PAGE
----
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Be Careful What You Ask For – You Might Just Get It…

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Be Careful What You Ask For – You Might Just Get It…Ron Ashkenas wrote a great blog for Harvard Business Review in 2012 in which he outlines a seemingly obvious fact: Don't Ask for Feedback Unless You Want It. His perfectly titled article highlights the obvious blunders other leaders make by asking for others’ comments, input, or feedback, yet being irritated when they receive it. The hypocrisy of their actions is blatant. But what I most appreciate about Ashkenas’ article is his honesty in stating, “These behaviors, by the way, are much easier to see in other people than in ourselves.” Oops.

I say oops, because I know there have been many a time when I’d prefer to just plow ahead with what I believe to be the best solution and ignore the questions and suggestions of others. However, I’m hoping I’m getting better. It’s been an intentional skill I've worked to hone over the years. Having studied and taught critical listening, I intentionally try to not “click-off” others and mentally shift gears when they start questioning or suggesting things I don't believe relevant or correct. I, at times, force myself to remain poker faced and listen to the input of others, because I've found that more often than not, their insights often add to, affirm, or rightly challenge a plan.

As an example, having just completed a series of board meetings for a national association for which I’m the Strategic Planning Committee Chair, I had to sit back and measure myself against Ashkenas’ insights. How did I accept comments, questions, requested changes, or challenges to the plans I'd just presented? How open was I to others’ suggestions? How easy did I make it for others to feel a part of the plans because they were able to understand them, question them, and enhance them? I’m hoping I helped them understand they are the owners of the plans, not me or the committee. I'm hoping they understand the plans intimately and see the value they bring our members.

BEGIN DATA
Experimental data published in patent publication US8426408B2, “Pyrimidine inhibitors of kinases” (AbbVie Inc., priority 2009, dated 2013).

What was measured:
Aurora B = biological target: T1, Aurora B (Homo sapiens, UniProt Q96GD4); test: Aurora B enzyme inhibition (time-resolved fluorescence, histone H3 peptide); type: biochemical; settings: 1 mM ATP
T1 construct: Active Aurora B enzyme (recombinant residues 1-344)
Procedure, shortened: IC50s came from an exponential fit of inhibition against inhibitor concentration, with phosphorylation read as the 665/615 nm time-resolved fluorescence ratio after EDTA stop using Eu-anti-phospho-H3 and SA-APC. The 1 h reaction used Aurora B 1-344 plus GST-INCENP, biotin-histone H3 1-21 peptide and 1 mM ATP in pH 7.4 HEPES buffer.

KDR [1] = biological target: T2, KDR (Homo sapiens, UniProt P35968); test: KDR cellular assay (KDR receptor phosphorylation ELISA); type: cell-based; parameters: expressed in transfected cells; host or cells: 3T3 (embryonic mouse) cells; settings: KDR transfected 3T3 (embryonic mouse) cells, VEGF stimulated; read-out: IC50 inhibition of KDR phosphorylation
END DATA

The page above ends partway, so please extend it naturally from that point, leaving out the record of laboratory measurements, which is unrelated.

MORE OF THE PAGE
All in all, I believe I did because their questions and suggestions helped make the plans even stronger. Without their input, the plans would have been good. With their input, the plans are going to take our members where they want to go. All because, we asked for input…and we got it.

Copyright MMXIV Liz Weber, CMC, CSP - Weber Business Services, LLC.

Liz Weber CMCLiz Weber, CMC CSP

Liz Weber coaches, consults, and trains leadership teams. She specializes in strategic and succession planning, and leadership development.

Liz is one of fewer than 100 people in the U.S. to hold both the Certified Management Consultant (CMC) and Certified Speaking Professional (CSP) designations.

Contact Liz’s office at +1.717.597.8890 for more info on how Liz can help you, or click here to have Liz’s office contact you.


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Posted by Liz Weber CMC on March 4, 2014 in Leadership Development and tagged , , ,